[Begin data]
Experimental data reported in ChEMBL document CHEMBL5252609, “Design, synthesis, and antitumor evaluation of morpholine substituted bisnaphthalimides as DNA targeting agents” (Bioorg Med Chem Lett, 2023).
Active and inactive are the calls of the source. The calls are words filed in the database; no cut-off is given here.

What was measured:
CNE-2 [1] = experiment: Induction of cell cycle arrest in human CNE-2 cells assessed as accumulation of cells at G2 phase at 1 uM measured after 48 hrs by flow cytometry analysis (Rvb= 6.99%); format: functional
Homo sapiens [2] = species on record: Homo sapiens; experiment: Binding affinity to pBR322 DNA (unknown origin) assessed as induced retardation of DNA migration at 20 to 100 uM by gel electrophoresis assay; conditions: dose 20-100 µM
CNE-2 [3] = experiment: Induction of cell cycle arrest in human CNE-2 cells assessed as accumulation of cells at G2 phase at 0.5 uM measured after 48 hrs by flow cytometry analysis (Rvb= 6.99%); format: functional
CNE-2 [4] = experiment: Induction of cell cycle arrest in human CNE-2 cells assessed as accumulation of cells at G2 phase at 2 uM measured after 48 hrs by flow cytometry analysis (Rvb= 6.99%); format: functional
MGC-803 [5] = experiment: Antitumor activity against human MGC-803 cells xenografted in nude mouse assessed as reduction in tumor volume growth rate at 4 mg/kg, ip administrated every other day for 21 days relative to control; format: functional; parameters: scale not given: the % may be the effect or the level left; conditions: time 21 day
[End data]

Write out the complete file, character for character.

Experimental data reported in ChEMBL document CHEMBL5252609, “Design, synthesis, and antitumor evaluation of morpholine substituted bisnaphthalimides as DNA targeting agents” (Bioorg Med Chem Lett, 2023).
Active and inactive are the calls of the source. The calls are words filed in the database; no cut-off is given here.

What was measured:
CNE-2 [1] = experiment: Induction of cell cycle arrest in human CNE-2 cells assessed as accumulation of cells at G2 phase at 1 uM measured after 48 hrs by flow cytometry analysis (Rvb= 6.99%); format: functional
Homo sapiens [2] = species on record: Homo sapiens; experiment: Binding affinity to pBR322 DNA (unknown origin) assessed as induced retardation of DNA migration at 20 to 100 uM by gel electrophoresis assay; conditions: dose 20-100 µM
CNE-2 [3] = experiment: Induction of cell cycle arrest in human CNE-2 cells assessed as accumulation of cells at G2 phase at 0.5 uM measured after 48 hrs by flow cytometry analysis (Rvb= 6.99%); format: functional
CNE-2 [4] = experiment: Induction of cell cycle arrest in human CNE-2 cells assessed as accumulation of cells at G2 phase at 2 uM measured after 48 hrs by flow cytometry analysis (Rvb= 6.99%); format: functional
MGC-803 [5] = experiment: Antitumor activity against human MGC-803 cells xenografted in nude mouse assessed as reduction in tumor volume growth rate at 4 mg/kg, ip administrated every other day for 21 days relative to control; format: functional; parameters: scale not given: the % may be the effect or the level left; conditions: time 21 day